Gary W. Becker and Jerry Wehrle attended a Summit sponsored by the Northeast-Midwest Institute and the Brookings Institution in Washington DC on February 11-12, 2009. The focus of the Summit was on revitalizing older cities. There was discussion of strategies, funding and legislation that local governments can use to help revitalize older industrial cities in northeast and midwest states. Wisconsin has a number of older industrial cities facing revitalization challenges.
Becker and Wehrle also met with Senator Herb Kohl, Senator Russ Feingold and Rep. Ron Kind to discuss the work of the Local Government Institute and issues facing local government in Wisconsin.
The Summit included discussion about the role of local government in restoring economic prosperity and the relationship between federal policy and the health of local government. The following ideas were discussed:
- Regional organizations to promote innovation and networking within regional industrial clusters: example ideas included - National Innovation Foundation, Cluster Information Centers, Energy Discovery Innovation Institutes
- Strengthen local and regional connections between transportation, housing and land use: ideas mentioned included - Sustainability Challenge Contracts, redesigned Neighborhood Stabilization Program, federal program to fund local/regional land banks. In new Transportation bill, Congress is looking at incentivizing regional cooperation around transportation at local level with performance measures and targets for 10% mode shift.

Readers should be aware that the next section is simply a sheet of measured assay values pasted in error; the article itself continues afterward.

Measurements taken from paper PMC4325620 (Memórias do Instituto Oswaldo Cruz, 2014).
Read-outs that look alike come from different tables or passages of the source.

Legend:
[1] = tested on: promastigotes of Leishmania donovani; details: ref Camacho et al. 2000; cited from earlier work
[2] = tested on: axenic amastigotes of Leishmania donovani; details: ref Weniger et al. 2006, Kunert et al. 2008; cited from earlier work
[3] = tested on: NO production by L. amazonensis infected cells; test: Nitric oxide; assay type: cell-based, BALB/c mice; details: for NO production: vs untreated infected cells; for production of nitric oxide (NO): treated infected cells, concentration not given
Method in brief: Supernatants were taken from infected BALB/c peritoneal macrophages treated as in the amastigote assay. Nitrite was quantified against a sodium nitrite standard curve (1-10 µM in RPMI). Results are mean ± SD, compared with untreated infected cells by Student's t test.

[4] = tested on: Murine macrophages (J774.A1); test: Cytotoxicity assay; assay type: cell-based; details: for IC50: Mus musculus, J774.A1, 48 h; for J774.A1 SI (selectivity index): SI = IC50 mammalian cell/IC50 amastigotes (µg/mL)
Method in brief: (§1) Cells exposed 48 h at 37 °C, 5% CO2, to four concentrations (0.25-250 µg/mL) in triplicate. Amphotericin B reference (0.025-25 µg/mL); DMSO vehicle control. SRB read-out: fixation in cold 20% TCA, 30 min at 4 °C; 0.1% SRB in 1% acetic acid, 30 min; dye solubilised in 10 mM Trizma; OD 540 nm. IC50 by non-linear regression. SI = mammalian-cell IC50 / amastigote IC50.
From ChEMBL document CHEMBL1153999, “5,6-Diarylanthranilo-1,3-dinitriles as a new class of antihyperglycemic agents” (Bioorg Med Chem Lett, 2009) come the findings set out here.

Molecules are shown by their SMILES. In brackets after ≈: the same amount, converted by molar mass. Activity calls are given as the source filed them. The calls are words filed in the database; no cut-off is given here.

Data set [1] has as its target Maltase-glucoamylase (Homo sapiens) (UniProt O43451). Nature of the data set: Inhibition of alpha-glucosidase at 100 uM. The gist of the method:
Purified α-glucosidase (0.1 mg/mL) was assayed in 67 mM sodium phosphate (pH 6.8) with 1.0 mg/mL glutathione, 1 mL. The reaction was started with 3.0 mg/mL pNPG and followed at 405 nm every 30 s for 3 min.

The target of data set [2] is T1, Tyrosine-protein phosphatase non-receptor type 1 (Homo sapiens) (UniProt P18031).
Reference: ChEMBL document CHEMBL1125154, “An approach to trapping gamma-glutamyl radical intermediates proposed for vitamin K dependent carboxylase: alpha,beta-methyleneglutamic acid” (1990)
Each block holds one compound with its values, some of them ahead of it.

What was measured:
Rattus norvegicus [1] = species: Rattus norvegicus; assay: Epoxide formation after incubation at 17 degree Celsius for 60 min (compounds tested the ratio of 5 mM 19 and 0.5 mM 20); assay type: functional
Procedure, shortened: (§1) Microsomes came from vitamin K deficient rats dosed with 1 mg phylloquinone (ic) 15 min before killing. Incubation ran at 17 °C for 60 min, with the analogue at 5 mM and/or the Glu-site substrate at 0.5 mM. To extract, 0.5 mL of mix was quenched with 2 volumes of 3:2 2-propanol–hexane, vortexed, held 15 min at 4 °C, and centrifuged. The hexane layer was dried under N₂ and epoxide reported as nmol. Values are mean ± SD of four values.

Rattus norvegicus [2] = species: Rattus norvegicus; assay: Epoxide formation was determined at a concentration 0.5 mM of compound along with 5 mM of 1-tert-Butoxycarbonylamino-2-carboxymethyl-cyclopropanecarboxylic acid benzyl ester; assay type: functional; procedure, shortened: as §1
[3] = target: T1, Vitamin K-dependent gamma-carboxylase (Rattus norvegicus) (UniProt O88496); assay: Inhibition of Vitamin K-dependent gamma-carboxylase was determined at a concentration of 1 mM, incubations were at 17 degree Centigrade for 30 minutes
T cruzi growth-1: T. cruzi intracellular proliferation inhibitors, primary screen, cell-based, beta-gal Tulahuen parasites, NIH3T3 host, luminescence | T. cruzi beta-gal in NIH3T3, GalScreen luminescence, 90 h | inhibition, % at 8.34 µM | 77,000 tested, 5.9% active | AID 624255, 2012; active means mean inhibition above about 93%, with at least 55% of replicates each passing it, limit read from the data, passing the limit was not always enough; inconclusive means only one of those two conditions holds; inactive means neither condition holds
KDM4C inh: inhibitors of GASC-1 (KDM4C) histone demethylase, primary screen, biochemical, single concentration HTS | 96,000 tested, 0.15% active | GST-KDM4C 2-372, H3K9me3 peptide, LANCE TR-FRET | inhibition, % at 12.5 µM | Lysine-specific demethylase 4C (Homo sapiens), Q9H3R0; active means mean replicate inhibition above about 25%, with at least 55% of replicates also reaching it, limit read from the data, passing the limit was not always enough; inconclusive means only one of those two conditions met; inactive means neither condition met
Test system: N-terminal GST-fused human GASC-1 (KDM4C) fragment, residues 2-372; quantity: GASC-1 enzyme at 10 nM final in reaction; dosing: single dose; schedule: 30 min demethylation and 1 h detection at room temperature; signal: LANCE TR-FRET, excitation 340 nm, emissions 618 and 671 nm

- Improve governance networks to match the regional nature of today's challenges: provide preferential funding to local governments that embrace regional planning and problem-solving, competitive grants to stimulate innovation in state and local governance
- The value created by public acquisition & demolition of vacant blighted structures and planting of green space/gardens; value of urban agriculture for community development
- Performance-based measurements kept coming up in a number of different contexts. Organizations and funding sources are interested in knowing that objectives tied to funding are being met - whether it is grant funding or taxpayer funding to implement plans developed by a city.
"The federal government needs to provide leadership and vision, then empower local government and allow freedom for local units to decide what is best for themselves and their region." - Jennifer Vey, Brookings Institution
"R3=E3 - Regional Rapid Reliable transit and transportation opportunities creates Economic growth, Equitable access and Environmental protection." - Otis Rolley III, CEO Central Maryland Transportation Alliance
Notes from Summit - 16 pages - 430 KB
Report on Summit from Northeast Midwest Institute - file attached below - 12 pages - 98 KB
- Restoring Prosperity: Washington's Role in Revitalizing America's Older Industrial Cities and Metros by Jennifer Vey of the Brookings Institution - 10 MB
- Revitalizing Older Cities: Baltimore Transportation Challenges by Otis Rolley III, Central Maryland Transportation Alliance - 523 KB
- Transportation Strategies for Revitalizing Older Cities by Petra Todorovich, Director, America 2050, Regional Plan Association - 4.2 MB
- The City of Cleveland: Fighting Back - Strategies for Vacant Structures and Improving Existing Houses by Daryl Rush, Director of Community Development, City of Cleveland - 2.7 MB
- Revitalizing Older Cities Using Gray and Green Infrastructure by Kevin Shafer, Executive Director, Milwaukee Metropolitan Sewerage District - 5.7 MB
- H.R. 932 - The Community Regeneration Act of 2009: The Living Lab Legislation by Joseph Schilling, National Vacant Property Campaign - 1.4 MB
- Genesee County Michigan Land Bank by Dan Kildee, Genesee County Treasurer - 100 KB
- Promoting Innovation, Productivity and Competitiveness by Howar Wial and Andrew Reamer, The Brookings Institution - 5.7 MB
- Pursuing the Innovation Economy in Central Upstate NY by Rob Simpson, President, Metropolitan Development Association of Syracuse and Central New York - 400 KB